About the BookLabor's End traces the discourse around automation from its origins in the factory to its wide-ranging implications in political and social life. As Jason Resnikoff shows, the term automation expressed the conviction that industrial progress meant the inevitable abolition of manual labor from industry. But the real substance of the term reflected industry's desire to hide an intensification of human work--and labor's loss of power and protection--behind magnificent machinery and a starry-eyed faith in technological revolution. The rhetorical power of the automation ideology revealed and perpetuated a belief that the idea of freedom was incompatible with the activity of work. From there, political actors ruled out the workplace as a site of politics while some of labor's staunchest allies dismissed sped-up tasks, expanded workloads, and incipient deindustrialization in the name of technological progress.
A forceful intellectual history, Labor's End challenges entrenched assumptions about automation's transformation of the American workplace.
About the AuthorJason Resnikoff is a lecturer in the Department of History at Columbia University.
Reviews"Labor's End not only shows how the automation discourse was and is mystifying but also demonstrates the political consequences of its adoption on the Right and the Left. There is no technological fix for the political problems of work, Resnikoff reminds us. . . . Labor's End will be seen by future historians as a book that freshly reinterpreted the past to inform the politics of the present." --H-Sci-Med-Tech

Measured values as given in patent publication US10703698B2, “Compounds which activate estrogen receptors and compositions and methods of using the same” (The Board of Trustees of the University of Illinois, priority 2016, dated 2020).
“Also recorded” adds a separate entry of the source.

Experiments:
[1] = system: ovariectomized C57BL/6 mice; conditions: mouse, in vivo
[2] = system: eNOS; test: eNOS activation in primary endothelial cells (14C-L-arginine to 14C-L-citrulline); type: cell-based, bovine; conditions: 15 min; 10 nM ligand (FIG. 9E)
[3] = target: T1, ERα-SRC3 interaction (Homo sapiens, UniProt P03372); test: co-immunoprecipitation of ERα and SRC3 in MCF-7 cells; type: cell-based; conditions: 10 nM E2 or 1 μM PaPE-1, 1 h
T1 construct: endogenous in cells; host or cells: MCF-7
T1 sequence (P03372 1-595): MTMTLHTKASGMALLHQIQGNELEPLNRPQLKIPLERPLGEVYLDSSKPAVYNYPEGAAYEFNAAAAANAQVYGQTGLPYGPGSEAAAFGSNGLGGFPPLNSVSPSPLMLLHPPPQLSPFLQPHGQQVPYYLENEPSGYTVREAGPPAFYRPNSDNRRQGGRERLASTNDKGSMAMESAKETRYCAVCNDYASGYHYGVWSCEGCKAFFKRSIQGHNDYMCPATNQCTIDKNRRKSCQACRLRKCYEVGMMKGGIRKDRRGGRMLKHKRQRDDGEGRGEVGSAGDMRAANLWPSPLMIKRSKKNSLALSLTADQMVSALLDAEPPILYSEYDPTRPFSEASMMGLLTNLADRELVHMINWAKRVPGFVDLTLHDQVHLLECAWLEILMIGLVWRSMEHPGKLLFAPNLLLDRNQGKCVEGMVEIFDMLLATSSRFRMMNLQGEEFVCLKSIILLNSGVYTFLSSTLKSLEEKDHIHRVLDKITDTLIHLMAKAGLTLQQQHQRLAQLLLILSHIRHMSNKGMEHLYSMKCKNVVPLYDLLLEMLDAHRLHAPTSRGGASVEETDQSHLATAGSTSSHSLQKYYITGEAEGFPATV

"The history recounted in Labor’s End helps arm us to counter fallacious reasoning about automation and advocate for shifting the workplace toward greater worker power, dignity, and prosperity. Resnikoff’s probing analysis directs our gaze away from the “shiny objects” of new technology and redirects it to where it belongs — on workers." --Catalyst
"Resnikoff demonstrates that automation stems from the perceived needs of social elites and thus amounts to little more than another euphemism for the speedup and greater control of workers' productive activity. . . . Readers will discover much to absorb herein." --Choice
"Resnikoff's forceful and coherent argument reveals that automation was not a technological process but an ideology which equated freedom with freedom from work and downplayed the workplace as a site of politics. As he convincingly shows, automation largely did not lead to a reduction in labor but rather to speedup, work intensification, and the degradation of labor, creating a huge chasm between the grandiose claims made about an automated future and the lived reality of workers."--Joshua Freeman, author of Behemoth: A History of the Factory and the Making of the Modern World